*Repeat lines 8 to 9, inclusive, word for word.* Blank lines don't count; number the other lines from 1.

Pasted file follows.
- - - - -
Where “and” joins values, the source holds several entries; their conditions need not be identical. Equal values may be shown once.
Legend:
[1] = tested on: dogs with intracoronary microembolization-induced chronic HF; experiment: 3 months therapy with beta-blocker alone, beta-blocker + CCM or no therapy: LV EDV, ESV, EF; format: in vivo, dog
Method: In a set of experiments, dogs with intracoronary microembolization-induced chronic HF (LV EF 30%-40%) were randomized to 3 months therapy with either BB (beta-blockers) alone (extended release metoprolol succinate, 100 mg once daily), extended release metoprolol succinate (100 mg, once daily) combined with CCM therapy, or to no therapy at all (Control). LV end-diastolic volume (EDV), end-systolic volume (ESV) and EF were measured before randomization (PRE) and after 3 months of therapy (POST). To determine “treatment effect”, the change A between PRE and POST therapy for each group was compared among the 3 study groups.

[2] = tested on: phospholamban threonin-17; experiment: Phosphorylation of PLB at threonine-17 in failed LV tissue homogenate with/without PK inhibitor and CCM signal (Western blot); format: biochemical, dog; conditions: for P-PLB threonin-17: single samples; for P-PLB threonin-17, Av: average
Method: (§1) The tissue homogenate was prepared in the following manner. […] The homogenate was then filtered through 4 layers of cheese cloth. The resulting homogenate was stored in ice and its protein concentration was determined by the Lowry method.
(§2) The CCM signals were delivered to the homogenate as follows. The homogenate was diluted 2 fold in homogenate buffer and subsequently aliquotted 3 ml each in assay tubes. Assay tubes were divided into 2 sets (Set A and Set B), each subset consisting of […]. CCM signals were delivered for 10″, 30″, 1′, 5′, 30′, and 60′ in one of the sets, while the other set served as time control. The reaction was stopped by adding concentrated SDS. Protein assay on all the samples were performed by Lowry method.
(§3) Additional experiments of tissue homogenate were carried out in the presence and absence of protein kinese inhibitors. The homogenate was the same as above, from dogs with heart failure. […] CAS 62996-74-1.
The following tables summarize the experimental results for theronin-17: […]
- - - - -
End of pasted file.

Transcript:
(§3) Additional experiments of tissue homogenate were carried out in the presence and absence of protein kinese inhibitors. The homogenate was the same as above, from dogs with heart failure. […] CAS 62996-74-1.
The following tables summarize the experimental results for theronin-17: […]